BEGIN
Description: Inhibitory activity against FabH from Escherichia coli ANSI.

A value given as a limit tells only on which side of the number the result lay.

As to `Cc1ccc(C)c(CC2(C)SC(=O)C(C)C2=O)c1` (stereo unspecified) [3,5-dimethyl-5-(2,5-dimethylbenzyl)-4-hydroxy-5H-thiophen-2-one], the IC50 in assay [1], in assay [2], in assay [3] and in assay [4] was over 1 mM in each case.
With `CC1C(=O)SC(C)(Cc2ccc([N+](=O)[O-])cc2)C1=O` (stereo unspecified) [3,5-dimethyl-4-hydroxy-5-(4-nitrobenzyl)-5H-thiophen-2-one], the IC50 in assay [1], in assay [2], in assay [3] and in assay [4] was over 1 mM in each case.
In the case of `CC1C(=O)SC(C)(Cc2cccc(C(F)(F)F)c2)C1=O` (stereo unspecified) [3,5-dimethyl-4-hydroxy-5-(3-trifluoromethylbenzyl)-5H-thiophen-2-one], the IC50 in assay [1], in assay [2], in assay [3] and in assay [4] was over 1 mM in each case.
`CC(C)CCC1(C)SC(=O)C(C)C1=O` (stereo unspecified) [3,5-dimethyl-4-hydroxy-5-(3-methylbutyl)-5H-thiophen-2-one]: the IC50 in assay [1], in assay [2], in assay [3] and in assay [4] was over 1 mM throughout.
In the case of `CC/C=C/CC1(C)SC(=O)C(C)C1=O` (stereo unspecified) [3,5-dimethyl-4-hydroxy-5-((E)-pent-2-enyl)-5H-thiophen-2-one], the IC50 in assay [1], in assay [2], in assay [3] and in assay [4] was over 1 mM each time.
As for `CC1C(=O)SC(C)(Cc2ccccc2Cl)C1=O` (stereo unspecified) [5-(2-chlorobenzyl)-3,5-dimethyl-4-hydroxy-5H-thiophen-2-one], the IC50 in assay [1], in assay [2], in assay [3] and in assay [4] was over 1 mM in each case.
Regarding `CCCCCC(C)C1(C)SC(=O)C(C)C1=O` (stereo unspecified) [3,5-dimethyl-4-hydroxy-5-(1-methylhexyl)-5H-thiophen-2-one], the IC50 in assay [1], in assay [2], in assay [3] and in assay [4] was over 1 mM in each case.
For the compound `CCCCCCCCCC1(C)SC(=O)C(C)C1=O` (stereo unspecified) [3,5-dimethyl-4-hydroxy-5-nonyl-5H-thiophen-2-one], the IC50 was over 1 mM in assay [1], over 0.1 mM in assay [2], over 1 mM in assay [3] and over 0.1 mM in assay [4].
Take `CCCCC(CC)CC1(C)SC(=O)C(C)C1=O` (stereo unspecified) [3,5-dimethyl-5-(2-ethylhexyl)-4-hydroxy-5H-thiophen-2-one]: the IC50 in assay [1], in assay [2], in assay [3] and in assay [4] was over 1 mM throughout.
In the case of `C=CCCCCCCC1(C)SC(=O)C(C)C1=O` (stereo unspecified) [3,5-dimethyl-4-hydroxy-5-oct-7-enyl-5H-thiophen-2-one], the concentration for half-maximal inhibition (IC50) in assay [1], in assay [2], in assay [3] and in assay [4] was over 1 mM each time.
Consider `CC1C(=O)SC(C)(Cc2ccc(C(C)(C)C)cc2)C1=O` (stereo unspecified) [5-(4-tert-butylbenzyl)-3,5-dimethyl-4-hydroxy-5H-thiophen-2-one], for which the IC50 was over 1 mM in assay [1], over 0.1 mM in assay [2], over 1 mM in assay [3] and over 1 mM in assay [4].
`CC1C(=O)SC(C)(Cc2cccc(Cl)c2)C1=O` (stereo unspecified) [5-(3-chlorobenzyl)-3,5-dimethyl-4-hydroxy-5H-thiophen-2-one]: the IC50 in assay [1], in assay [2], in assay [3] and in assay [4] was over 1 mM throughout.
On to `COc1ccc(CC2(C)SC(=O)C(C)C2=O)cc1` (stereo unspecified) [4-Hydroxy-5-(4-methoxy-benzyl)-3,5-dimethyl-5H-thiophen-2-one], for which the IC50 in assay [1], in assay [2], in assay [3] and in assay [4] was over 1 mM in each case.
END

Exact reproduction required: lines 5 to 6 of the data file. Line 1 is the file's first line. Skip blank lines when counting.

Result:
In the case of `CC1C(=O)SC(C)(Cc2cccc(C(F)(F)F)c2)C1=O` (stereo unspecified) [3,5-dimethyl-4-hydroxy-5-(3-trifluoromethylbenzyl)-5H-thiophen-2-one], the IC50 in assay [1], in assay [2], in assay [3] and in assay [4] was over 1 mM in each case.
`CC(C)CCC1(C)SC(=O)C(C)C1=O` (stereo unspecified) [3,5-dimethyl-4-hydroxy-5-(3-methylbutyl)-5H-thiophen-2-one]: the IC50 in assay [1], in assay [2], in assay [3] and in assay [4] was over 1 mM throughout.